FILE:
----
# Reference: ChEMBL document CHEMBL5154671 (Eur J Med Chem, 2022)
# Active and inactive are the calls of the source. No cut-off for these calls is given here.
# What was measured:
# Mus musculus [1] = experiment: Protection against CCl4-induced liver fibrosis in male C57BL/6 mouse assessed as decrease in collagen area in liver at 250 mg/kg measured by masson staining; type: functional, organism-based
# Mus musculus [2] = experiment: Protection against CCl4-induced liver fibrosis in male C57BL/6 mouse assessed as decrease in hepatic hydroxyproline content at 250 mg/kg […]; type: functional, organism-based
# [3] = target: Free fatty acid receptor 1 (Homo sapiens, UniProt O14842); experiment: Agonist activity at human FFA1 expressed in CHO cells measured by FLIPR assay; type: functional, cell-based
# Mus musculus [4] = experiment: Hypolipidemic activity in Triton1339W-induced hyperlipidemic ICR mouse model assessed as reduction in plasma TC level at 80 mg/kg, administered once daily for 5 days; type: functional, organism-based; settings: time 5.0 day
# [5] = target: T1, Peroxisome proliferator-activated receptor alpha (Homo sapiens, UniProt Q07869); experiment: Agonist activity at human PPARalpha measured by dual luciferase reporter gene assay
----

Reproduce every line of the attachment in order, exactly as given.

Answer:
# Reference: ChEMBL document CHEMBL5154671 (Eur J Med Chem, 2022)
# Active and inactive are the calls of the source. No cut-off for these calls is given here.
# What was measured:
# Mus musculus [1] = experiment: Protection against CCl4-induced liver fibrosis in male C57BL/6 mouse assessed as decrease in collagen area in liver at 250 mg/kg measured by masson staining; type: functional, organism-based
# Mus musculus [2] = experiment: Protection against CCl4-induced liver fibrosis in male C57BL/6 mouse assessed as decrease in hepatic hydroxyproline content at 250 mg/kg […]; type: functional, organism-based
# [3] = target: Free fatty acid receptor 1 (Homo sapiens, UniProt O14842); experiment: Agonist activity at human FFA1 expressed in CHO cells measured by FLIPR assay; type: functional, cell-based
# Mus musculus [4] = experiment: Hypolipidemic activity in Triton1339W-induced hyperlipidemic ICR mouse model assessed as reduction in plasma TC level at 80 mg/kg, administered once daily for 5 days; type: functional, organism-based; settings: time 5.0 day
# [5] = target: T1, Peroxisome proliferator-activated receptor alpha (Homo sapiens, UniProt Q07869); experiment: Agonist activity at human PPARalpha measured by dual luciferase reporter gene assay